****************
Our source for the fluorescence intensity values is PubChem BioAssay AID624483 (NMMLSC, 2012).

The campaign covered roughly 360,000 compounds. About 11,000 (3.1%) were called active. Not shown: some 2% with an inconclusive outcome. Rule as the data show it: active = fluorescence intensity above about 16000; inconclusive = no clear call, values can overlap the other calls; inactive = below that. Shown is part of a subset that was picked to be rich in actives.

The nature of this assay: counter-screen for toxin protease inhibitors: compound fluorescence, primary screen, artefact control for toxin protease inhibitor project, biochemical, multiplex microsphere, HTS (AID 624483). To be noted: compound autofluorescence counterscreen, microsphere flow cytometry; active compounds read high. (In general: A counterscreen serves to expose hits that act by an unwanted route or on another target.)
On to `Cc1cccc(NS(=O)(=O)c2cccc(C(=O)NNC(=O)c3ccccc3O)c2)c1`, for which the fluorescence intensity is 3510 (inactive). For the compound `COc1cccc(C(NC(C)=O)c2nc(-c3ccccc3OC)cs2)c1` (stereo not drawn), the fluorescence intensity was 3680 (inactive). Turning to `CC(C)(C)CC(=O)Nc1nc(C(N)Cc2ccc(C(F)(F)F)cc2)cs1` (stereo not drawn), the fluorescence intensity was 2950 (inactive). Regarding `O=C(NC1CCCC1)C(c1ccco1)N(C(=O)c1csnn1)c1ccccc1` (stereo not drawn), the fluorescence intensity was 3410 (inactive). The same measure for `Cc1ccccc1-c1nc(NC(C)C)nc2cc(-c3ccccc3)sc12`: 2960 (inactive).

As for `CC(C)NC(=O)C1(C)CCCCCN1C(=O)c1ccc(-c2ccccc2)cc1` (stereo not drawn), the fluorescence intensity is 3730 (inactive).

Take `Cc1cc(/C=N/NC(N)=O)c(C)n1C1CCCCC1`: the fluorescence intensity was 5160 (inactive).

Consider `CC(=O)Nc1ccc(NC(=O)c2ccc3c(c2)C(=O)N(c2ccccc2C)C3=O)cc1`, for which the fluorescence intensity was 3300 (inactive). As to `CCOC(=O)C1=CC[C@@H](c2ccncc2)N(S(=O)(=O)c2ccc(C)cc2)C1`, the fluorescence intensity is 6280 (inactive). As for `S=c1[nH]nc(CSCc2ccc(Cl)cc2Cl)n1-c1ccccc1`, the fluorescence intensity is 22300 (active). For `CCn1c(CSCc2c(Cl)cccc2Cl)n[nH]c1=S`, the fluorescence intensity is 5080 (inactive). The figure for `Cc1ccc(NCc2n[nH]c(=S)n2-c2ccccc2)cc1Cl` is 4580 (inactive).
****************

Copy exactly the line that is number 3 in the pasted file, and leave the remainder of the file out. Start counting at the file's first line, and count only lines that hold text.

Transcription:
The nature of this assay: counter-screen for toxin protease inhibitors: compound fluorescence, primary screen, artefact control for toxin protease inhibitor project, biochemical, multiplex microsphere, HTS (AID 624483). To be noted: compound autofluorescence counterscreen, microsphere flow cytometry; active compounds read high. (In general: A counterscreen serves to expose hits that act by an unwanted route or on another target.)